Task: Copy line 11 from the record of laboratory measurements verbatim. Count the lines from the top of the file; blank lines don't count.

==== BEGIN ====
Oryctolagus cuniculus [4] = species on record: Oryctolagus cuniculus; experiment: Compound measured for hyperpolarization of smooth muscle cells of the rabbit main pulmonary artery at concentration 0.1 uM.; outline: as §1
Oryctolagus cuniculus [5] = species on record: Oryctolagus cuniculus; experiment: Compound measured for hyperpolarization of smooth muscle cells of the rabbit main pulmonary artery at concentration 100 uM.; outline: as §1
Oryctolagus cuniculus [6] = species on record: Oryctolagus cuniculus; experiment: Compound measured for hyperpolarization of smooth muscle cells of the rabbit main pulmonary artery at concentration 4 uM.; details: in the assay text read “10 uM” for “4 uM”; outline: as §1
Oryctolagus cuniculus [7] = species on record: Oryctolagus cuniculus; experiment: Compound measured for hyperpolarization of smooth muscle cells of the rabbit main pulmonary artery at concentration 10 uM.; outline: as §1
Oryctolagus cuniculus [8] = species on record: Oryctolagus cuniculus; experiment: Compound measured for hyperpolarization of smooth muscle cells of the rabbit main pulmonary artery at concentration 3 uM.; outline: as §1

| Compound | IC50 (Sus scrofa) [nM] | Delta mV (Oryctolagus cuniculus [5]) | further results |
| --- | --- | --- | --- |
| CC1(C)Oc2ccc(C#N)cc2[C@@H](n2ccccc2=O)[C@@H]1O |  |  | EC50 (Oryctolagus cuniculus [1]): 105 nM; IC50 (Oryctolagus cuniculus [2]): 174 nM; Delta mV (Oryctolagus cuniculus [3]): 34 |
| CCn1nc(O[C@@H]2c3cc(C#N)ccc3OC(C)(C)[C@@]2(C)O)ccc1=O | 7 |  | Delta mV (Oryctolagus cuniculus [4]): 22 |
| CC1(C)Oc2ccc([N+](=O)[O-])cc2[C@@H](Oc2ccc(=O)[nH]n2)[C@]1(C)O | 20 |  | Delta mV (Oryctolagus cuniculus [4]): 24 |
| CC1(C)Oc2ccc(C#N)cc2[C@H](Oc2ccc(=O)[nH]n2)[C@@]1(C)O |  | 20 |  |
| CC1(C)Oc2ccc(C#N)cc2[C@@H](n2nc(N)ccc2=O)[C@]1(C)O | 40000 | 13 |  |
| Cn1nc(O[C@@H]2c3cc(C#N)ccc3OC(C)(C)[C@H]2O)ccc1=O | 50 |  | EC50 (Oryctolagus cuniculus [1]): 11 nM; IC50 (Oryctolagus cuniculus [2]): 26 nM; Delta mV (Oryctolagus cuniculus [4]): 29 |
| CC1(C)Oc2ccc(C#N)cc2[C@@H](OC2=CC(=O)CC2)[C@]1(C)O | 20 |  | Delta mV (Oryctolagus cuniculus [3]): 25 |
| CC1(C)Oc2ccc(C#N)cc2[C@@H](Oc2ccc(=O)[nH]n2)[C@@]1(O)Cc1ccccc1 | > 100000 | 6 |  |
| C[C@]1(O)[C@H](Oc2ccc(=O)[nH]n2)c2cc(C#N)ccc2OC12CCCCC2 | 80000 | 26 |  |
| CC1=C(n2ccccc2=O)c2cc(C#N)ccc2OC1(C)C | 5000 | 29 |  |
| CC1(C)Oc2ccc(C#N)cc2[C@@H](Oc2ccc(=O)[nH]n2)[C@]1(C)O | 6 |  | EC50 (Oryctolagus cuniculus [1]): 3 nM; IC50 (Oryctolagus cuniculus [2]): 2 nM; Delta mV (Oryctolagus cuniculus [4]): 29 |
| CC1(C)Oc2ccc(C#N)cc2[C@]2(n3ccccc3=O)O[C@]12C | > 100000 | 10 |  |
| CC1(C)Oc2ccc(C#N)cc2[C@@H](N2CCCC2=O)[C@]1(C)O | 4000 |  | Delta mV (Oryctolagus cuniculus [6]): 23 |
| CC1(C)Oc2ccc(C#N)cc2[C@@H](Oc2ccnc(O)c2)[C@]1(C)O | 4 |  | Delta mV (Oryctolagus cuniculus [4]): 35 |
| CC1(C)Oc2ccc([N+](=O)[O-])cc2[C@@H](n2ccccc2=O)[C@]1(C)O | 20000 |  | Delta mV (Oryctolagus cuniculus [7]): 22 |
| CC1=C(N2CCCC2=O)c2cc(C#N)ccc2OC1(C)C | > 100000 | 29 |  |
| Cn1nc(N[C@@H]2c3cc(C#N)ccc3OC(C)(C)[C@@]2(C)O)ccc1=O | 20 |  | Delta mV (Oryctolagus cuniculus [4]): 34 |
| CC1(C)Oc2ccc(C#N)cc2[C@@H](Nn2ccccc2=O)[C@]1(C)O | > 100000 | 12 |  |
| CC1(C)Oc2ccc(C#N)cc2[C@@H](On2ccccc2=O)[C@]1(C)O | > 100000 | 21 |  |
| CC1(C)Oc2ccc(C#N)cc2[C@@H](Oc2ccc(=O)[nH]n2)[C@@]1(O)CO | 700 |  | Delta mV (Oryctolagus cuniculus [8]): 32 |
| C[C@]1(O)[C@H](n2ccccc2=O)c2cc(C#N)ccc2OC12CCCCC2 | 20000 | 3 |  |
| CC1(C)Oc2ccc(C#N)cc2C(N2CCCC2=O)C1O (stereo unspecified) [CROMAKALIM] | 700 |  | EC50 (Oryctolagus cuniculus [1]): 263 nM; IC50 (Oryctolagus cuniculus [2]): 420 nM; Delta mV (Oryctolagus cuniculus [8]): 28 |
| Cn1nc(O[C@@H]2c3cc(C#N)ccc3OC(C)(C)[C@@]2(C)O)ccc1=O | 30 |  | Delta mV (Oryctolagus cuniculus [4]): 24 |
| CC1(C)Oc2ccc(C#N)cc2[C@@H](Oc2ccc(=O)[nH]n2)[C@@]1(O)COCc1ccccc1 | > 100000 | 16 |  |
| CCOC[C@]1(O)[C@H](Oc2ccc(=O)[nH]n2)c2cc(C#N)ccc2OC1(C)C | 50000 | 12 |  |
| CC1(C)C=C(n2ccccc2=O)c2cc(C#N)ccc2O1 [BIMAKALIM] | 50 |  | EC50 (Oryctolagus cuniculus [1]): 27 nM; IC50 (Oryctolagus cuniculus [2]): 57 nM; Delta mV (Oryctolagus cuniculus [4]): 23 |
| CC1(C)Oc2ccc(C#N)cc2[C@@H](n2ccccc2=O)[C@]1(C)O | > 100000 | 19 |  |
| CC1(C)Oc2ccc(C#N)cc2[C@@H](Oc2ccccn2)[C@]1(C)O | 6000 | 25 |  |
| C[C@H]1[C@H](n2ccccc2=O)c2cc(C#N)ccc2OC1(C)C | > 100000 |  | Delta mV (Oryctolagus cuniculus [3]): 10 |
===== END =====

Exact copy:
| CC1(C)Oc2ccc(C#N)cc2[C@H](Oc2ccc(=O)[nH]n2)[C@@]1(C)O |  | 20 |  |